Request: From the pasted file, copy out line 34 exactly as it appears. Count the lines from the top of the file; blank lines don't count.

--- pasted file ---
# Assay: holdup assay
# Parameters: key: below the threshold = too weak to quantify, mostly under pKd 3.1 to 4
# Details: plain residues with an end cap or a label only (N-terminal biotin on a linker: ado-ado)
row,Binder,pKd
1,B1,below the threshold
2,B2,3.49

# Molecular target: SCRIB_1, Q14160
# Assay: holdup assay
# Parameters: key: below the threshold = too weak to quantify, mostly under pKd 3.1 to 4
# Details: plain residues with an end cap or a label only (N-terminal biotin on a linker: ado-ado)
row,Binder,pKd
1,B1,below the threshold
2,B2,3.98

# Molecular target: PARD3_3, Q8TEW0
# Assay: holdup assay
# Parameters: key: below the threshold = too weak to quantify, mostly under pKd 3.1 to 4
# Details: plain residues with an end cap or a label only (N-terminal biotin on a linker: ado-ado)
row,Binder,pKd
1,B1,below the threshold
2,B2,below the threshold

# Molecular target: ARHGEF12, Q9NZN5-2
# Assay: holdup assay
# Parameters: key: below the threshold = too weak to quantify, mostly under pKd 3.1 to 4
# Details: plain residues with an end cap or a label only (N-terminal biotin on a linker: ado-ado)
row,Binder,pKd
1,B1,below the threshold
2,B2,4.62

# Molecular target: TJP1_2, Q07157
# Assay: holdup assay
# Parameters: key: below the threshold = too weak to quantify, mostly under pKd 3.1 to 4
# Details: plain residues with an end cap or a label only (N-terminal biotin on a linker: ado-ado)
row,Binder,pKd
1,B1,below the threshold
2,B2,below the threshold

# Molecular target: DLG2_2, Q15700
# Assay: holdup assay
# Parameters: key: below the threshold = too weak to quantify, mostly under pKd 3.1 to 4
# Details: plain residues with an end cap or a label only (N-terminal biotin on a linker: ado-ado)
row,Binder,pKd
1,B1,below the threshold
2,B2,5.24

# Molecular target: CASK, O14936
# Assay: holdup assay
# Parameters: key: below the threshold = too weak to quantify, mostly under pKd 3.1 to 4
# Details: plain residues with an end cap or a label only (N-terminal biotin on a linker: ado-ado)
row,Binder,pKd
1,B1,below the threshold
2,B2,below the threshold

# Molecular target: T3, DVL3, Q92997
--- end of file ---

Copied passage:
2,B2,below the threshold